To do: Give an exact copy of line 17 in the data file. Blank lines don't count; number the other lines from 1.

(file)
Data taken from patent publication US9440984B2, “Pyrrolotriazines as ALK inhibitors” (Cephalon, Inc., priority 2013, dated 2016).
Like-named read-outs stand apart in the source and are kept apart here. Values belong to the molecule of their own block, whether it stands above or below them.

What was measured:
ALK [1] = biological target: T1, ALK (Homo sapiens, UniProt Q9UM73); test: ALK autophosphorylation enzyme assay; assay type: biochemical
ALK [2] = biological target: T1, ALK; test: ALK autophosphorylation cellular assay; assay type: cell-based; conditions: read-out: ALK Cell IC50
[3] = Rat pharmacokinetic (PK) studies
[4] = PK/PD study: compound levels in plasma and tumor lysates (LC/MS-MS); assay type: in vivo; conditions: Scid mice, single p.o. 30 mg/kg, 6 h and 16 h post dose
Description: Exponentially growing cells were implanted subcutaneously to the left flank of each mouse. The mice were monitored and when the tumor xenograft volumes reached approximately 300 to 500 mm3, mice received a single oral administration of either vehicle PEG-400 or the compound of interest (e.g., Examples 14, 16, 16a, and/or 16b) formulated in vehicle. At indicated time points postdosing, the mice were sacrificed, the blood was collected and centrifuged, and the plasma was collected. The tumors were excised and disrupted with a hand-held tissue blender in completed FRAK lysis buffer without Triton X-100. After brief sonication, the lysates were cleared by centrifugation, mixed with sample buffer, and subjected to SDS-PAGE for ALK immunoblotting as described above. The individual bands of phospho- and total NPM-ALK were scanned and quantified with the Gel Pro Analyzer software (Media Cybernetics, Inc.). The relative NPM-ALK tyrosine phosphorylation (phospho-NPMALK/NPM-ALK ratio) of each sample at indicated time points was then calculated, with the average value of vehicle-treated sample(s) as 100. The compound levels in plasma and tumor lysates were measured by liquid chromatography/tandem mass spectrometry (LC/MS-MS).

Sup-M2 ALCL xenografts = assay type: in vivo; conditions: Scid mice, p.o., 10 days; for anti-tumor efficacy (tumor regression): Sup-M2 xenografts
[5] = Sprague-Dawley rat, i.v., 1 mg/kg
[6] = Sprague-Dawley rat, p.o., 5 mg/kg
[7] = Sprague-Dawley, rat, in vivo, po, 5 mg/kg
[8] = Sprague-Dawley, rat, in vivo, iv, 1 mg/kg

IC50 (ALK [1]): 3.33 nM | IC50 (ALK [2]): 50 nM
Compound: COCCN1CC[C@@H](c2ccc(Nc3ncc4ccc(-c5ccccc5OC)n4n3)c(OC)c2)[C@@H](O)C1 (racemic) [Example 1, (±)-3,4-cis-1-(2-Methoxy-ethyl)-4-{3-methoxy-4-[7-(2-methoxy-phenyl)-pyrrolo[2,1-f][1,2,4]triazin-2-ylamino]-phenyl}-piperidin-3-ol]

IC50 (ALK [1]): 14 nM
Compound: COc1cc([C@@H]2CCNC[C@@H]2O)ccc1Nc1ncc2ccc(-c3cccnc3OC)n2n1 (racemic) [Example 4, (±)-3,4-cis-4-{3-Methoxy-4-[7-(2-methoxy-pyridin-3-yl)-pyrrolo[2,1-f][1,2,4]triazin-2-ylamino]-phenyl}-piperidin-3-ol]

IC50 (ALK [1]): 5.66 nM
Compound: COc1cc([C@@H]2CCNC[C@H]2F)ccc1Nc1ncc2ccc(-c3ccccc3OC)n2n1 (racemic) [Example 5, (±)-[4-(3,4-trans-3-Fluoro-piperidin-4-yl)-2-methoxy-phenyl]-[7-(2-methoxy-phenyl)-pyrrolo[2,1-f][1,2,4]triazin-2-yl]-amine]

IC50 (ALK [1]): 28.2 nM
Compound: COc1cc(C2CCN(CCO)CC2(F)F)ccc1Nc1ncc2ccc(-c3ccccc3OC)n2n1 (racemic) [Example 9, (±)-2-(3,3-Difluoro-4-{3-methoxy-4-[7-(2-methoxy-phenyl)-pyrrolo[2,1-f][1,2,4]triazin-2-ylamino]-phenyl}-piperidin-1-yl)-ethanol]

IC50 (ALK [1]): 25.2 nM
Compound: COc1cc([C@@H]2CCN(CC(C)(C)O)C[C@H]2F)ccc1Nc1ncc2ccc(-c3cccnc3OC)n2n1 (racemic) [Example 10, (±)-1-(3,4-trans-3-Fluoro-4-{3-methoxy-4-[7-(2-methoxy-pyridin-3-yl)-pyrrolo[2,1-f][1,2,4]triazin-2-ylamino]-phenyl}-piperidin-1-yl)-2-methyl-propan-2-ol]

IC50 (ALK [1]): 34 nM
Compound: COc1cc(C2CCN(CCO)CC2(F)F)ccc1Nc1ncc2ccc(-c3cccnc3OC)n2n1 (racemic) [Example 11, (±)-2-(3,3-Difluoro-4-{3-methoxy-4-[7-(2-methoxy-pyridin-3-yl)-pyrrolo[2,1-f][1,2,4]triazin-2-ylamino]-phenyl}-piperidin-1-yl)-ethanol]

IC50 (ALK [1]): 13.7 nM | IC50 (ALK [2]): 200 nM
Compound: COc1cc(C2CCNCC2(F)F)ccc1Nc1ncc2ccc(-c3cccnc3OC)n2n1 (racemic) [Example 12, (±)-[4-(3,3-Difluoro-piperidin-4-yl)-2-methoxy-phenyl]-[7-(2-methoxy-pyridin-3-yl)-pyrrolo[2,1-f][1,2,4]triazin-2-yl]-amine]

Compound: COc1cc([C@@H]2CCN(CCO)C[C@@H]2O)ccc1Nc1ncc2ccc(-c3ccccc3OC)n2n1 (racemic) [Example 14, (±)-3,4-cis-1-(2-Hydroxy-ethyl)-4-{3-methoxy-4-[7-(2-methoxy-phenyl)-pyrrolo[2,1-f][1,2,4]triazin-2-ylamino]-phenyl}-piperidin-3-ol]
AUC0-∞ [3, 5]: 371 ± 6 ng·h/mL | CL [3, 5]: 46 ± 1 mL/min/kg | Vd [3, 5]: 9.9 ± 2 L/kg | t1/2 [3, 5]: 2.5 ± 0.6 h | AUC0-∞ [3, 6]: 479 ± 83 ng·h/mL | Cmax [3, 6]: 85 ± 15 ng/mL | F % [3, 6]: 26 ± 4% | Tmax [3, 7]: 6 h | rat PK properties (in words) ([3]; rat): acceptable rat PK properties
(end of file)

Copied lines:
Compound: COc1cc([C@@H]2CCNC[C@@H]2O)ccc1Nc1ncc2ccc(-c3cccnc3OC)n2n1 (racemic) [Example 4, (±)-3,4-cis-4-{3-Methoxy-4-[7-(2-methoxy-pyridin-3-yl)-pyrrolo[2,1-f][1,2,4]triazin-2-ylamino]-phenyl}-piperidin-3-ol]